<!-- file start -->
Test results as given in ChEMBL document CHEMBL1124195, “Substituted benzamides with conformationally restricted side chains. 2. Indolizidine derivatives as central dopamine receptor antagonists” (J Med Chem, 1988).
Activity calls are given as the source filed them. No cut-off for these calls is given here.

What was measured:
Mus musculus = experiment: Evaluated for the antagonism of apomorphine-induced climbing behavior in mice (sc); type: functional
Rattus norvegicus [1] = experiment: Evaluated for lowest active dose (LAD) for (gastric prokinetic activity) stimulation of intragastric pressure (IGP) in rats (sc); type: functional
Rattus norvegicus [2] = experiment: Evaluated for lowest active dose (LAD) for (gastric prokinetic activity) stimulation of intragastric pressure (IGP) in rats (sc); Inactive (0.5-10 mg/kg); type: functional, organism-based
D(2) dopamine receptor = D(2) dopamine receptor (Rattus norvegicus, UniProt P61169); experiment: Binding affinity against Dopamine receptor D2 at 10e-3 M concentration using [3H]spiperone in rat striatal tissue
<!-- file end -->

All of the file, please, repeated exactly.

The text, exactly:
Test results as given in ChEMBL document CHEMBL1124195, “Substituted benzamides with conformationally restricted side chains. 2. Indolizidine derivatives as central dopamine receptor antagonists” (J Med Chem, 1988).
Activity calls are given as the source filed them. No cut-off for these calls is given here.

What was measured:
Mus musculus = experiment: Evaluated for the antagonism of apomorphine-induced climbing behavior in mice (sc); type: functional
Rattus norvegicus [1] = experiment: Evaluated for lowest active dose (LAD) for (gastric prokinetic activity) stimulation of intragastric pressure (IGP) in rats (sc); type: functional
Rattus norvegicus [2] = experiment: Evaluated for lowest active dose (LAD) for (gastric prokinetic activity) stimulation of intragastric pressure (IGP) in rats (sc); Inactive (0.5-10 mg/kg); type: functional, organism-based
D(2) dopamine receptor = D(2) dopamine receptor (Rattus norvegicus, UniProt P61169); experiment: Binding affinity against Dopamine receptor D2 at 10e-3 M concentration using [3H]spiperone in rat striatal tissue